The Australian 200 index is shouting a message. Investors who heed the market’s call will likely outperform those who don’t. But how do professional investors hear what a market is telling them? They study the charts.

The rationale for studying price action dates back to Aristotle. He is credited with the first acknowledgment of the “wisdom of crowds”. Statistician Francis Galton (Darwin’s cousin) performed a famous experiment in 1906, demonstrating that in a county fair competition the average of 800 guesses at the weight of a dressed steer was closer to the mark than the winning entry. James Surowiecki published on the topic in 2005, and scholars at MIT and Princeton (among many others) are currently working on refining crowd based analysis techniques.

Investors don’t need an economics lab to distil the wisdom of crowds. At any given time, a share price reflects the collective wisdom of all participants in that stock’s trading. Essentially, charts track the distilled wisdom of the crowd. Professional traders and investors benefit from studying the changes in market (crowd) thinking over time. And the local market is speaking right now.

This weekly chart shows the Australia 200 index is sending a clear technical signal. The slice straight through resistance at 6,000 is a sign of underlying strength. On balance this market action indicates a test of the post GFC highs around 6,150.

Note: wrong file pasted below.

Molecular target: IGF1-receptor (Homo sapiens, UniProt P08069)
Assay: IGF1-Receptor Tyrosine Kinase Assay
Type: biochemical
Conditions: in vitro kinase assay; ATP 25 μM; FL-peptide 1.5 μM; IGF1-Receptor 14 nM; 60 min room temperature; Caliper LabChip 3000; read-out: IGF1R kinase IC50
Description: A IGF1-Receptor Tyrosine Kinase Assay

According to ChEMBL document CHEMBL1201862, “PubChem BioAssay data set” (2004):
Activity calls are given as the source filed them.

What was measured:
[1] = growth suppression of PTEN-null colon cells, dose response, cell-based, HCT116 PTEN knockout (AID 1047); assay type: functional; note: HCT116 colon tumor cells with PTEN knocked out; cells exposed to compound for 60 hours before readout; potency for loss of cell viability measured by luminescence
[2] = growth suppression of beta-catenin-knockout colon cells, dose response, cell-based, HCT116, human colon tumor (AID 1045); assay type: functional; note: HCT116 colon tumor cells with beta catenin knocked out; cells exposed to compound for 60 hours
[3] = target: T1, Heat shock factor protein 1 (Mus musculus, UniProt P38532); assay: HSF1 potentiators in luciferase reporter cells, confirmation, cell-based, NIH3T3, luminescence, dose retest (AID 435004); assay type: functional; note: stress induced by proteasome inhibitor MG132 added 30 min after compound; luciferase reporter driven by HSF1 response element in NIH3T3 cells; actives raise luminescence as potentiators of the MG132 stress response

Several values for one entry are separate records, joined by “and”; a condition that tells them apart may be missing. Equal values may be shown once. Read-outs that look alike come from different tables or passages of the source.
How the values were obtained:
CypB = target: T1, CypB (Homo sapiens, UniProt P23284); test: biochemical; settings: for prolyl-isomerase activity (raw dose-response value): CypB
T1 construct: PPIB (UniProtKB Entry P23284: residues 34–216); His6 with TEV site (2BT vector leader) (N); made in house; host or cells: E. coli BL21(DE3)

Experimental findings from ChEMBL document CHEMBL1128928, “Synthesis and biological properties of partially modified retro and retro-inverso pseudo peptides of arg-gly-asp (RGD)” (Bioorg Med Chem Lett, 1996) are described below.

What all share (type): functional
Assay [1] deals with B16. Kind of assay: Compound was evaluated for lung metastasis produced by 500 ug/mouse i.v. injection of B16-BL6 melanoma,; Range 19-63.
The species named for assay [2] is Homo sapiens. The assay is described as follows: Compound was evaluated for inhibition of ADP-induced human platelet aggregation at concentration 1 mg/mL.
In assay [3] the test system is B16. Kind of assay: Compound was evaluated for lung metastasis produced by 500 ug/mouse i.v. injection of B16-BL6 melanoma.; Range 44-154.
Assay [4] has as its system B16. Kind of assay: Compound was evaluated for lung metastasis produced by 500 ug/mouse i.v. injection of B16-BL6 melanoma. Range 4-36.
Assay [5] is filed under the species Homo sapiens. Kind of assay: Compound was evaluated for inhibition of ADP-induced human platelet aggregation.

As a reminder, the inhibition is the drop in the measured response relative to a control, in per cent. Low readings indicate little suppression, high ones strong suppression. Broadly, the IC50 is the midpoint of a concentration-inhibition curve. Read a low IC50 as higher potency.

Adding confidence is the Moving Average Convergence Divergence (MACD) indicator at the bottom of the chart. When the MACD is near highs or lows it represent overbought or oversold conditions. Right now it’s close to zero, suggesting neither is present. The MACD also gives signals when the black line crosses the red. The black line is coming from below the red and is crossing upwards, generating a buy signal. The fact this is occurring on a longer term chart points to a longer term upswing.

Commodity strength, a lower Australian dollar and relatively cheaper valuations could all contribute to the positive momentum. Whatever the drivers, the higher levels of the Australia 200 index could in itself force more cautious investors back into the market as underperformance (due to defensive positioning) becomes a more prominent risk.

Traders and investors should respond in ways that reflect their own circumstances as well as the change in the market. No one can say with certainty whether the index will break through 6,150 to make new post-GFC highs. However a move through that level would in big picture terms introduce the possibility of a test of the all-time highs around 6,852.

Even at its much reduced level the financial sector plays an important part in the Australia 200’s performance. The sector comprises around 34% of the value of the index. That is substantially down on the peak composition of about 47%, reflecting the sell down in the sector from the 2015 peak. Mathematically, all the financial sector has to do for the index to make new post-GFC highs is sit still. Given a positive outlook for industrial commodities, any further recovery in financials (up 1.9% yesterday) may see those marks hit well before most investors currently expect.